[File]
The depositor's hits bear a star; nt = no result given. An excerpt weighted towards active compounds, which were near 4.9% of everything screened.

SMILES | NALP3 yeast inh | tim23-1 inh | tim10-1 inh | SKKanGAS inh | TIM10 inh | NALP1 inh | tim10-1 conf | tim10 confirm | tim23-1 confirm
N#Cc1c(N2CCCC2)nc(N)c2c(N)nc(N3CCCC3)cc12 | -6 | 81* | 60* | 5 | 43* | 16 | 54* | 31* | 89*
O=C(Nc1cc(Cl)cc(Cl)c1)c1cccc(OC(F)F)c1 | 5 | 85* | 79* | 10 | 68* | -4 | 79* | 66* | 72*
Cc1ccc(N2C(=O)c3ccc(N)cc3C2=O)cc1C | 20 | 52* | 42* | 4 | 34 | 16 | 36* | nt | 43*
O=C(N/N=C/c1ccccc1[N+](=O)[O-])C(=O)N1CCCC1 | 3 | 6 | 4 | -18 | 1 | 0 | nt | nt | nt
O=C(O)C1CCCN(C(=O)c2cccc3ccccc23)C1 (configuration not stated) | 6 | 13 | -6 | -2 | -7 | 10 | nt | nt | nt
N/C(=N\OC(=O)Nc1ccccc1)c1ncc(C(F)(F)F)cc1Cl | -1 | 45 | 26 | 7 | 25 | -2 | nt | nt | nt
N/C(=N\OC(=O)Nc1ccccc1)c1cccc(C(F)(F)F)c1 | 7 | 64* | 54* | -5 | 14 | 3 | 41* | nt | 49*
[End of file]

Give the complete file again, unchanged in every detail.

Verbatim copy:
The depositor's hits bear a star; nt = no result given. An excerpt weighted towards active compounds, which were near 4.9% of everything screened.

SMILES | NALP3 yeast inh | tim23-1 inh | tim10-1 inh | SKKanGAS inh | TIM10 inh | NALP1 inh | tim10-1 conf | tim10 confirm | tim23-1 confirm
N#Cc1c(N2CCCC2)nc(N)c2c(N)nc(N3CCCC3)cc12 | -6 | 81* | 60* | 5 | 43* | 16 | 54* | 31* | 89*
O=C(Nc1cc(Cl)cc(Cl)c1)c1cccc(OC(F)F)c1 | 5 | 85* | 79* | 10 | 68* | -4 | 79* | 66* | 72*
Cc1ccc(N2C(=O)c3ccc(N)cc3C2=O)cc1C | 20 | 52* | 42* | 4 | 34 | 16 | 36* | nt | 43*
O=C(N/N=C/c1ccccc1[N+](=O)[O-])C(=O)N1CCCC1 | 3 | 6 | 4 | -18 | 1 | 0 | nt | nt | nt
O=C(O)C1CCCN(C(=O)c2cccc3ccccc23)C1 (configuration not stated) | 6 | 13 | -6 | -2 | -7 | 10 | nt | nt | nt
N/C(=N\OC(=O)Nc1ccccc1)c1ncc(C(F)(F)F)cc1Cl | -1 | 45 | 26 | 7 | 25 | -2 | nt | nt | nt
N/C(=N\OC(=O)Nc1ccccc1)c1cccc(C(F)(F)F)c1 | 7 | 64* | 54* | -5 | 14 | 3 | 41* | nt | 49*